8. How tough will the average gamer find the puzzles that have been included?
We wanted to create puzzles that someone without much gaming experience could pick up and play. Once the player is comfortable with the mechanics, we introduce more complex and challenging puzzles, often utilizing monsters and evil spirits in the mansion.
9. …and with that in mind, how many hours of gameplay do you envisage we would be undertaking?
The average play through is probably in the neighborhood of 4-6 hours. The game is 4 chapters long, each focusing on a major ghost.
10. What was the toughest choice you, as a team, had to make during development of the game?
As an indie team with a limited budget, we had to cut a lot of content we would have loved to develop. The game was originally very complex and longer. We had a story that spanned over 5 or 6 chapters. We really had to consolidate and condense the best mechanics and story from our game into a tighter package. We are very happy with the end result, but it was hard getting there.
11. Achievements are a massive part of our gaming lives but we despair at those which just need us to complete a certain level to acquire huge gamerscore. How much thought has gone into the achievements and points garnered for Whispering Willows?
We have a lot of hidden humor in our game – both in dialogue, easter eggs for other games, naming our achievements, and more. We had a fun time coming up with creative names of achievements and how we could incorporate them.
12. Smartglass integration was once a big thing in the world of Xbox One, but not enough games have utilized the second screen method. Is there anything captured in Whispering Willows that made you think about using the tech?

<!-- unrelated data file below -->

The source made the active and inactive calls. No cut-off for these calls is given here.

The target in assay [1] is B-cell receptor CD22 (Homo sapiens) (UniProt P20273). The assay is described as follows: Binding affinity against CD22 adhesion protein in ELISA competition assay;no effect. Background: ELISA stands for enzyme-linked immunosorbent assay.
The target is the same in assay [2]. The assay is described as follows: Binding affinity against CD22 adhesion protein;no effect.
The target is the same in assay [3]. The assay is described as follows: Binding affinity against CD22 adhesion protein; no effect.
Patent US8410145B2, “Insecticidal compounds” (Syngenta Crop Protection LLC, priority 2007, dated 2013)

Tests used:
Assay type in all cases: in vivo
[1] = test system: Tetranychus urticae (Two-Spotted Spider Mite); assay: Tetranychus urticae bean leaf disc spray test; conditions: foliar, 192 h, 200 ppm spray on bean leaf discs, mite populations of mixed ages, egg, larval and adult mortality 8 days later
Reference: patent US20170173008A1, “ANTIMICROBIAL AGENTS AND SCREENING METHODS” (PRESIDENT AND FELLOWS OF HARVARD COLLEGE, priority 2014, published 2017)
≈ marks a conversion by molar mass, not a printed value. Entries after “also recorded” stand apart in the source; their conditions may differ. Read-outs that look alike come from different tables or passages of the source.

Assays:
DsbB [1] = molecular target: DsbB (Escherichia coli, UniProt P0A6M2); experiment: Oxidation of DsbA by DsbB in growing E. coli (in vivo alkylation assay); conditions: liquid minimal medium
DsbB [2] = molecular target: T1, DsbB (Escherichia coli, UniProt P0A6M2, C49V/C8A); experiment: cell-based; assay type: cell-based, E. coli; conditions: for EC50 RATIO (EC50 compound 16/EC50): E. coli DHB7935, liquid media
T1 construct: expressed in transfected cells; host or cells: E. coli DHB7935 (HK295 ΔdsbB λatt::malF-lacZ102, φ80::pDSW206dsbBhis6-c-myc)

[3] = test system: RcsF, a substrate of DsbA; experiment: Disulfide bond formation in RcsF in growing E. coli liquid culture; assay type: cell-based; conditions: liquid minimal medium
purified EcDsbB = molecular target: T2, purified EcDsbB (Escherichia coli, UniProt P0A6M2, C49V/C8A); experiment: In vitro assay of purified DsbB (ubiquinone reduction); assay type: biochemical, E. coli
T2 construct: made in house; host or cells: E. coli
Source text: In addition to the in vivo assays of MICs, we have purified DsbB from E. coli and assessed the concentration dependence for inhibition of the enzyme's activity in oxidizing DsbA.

Ralph – We’ve considered tailoring for Smartglass integration as it would have made total sense from a player perspective, but unfortunately we stumbled on too many issues to make that feature robust enough within the given development timeframe, mostly because of the fragmented nature of mobile devices. Creating well executed adaptations is hard, and like with Kinect as mentioned earlier, instead of forcing a feature into our production schedule we’re uncertain of we’ll always prefer sticking to what works and then polishing that until we think it’s perfect. That said, we agree Smartglass isn’t utilized enough across the board and we’ll try our best to build some confidence working with it for our future adaptations. If more devs and pubs start doing this, we might end up in a situation where Smartglass is a must-have. That would be cool!
13. Finally, any chance we’ll be seeing a Whispering Willows 2 on the horizon? Or do you have any additional games up your sleeves that we should be keeping an eye out for?
There has been quite a bit of positive response for Whispering Willows, and a lot of fans that are eager for a sequel. We don’t have anything currently planned, but it’s in discussion and always a possibility. We are currently working on a few games right now including a platformer called Nomad which you can see a teaser image for on our website (http://nightlightinteractive.com/).
Many many thanks go out to both David and Ralph for taking the time to answer our questions. You’ll be able to download Whispering Willows on Xbox One soon, and we will of course let you know as soon as it appears in the Xbox Games Store.
You never know, we may even have a review for you as well!
Note: All questions were answered by David Logan with Nightlight Interactive (developer) except for questions 6, 7 and 12 (highlighted) which were answered by Ralph Egas, CEO of Abstraction Games (publisher).